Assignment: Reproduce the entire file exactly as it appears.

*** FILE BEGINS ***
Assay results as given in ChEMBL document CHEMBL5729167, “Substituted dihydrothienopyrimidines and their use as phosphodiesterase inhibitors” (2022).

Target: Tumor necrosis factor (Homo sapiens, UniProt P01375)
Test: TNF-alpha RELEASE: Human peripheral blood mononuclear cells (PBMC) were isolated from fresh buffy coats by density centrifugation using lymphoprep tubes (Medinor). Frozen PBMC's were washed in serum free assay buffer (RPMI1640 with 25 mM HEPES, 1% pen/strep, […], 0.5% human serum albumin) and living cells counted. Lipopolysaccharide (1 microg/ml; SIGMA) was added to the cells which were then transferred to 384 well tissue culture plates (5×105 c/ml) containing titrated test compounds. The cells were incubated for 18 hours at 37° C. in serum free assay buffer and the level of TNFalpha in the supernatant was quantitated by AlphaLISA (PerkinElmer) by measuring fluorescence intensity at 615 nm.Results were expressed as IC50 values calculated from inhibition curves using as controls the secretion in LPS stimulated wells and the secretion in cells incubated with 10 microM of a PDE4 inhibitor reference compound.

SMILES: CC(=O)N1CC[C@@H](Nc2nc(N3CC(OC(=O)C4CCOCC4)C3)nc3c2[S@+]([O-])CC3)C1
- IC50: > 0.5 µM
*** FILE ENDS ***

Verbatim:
Assay results as given in ChEMBL document CHEMBL5729167, “Substituted dihydrothienopyrimidines and their use as phosphodiesterase inhibitors” (2022).

Target: Tumor necrosis factor (Homo sapiens, UniProt P01375)
Test: TNF-alpha RELEASE: Human peripheral blood mononuclear cells (PBMC) were isolated from fresh buffy coats by density centrifugation using lymphoprep tubes (Medinor). Frozen PBMC's were washed in serum free assay buffer (RPMI1640 with 25 mM HEPES, 1% pen/strep, […], 0.5% human serum albumin) and living cells counted. Lipopolysaccharide (1 microg/ml; SIGMA) was added to the cells which were then transferred to 384 well tissue culture plates (5×105 c/ml) containing titrated test compounds. The cells were incubated for 18 hours at 37° C. in serum free assay buffer and the level of TNFalpha in the supernatant was quantitated by AlphaLISA (PerkinElmer) by measuring fluorescence intensity at 615 nm.Results were expressed as IC50 values calculated from inhibition curves using as controls the secretion in LPS stimulated wells and the secretion in cells incubated with 10 microM of a PDE4 inhibitor reference compound.

SMILES: CC(=O)N1CC[C@@H](Nc2nc(N3CC(OC(=O)C4CCOCC4)C3)nc3c2[S@+]([O-])CC3)C1
- IC50: > 0.5 µM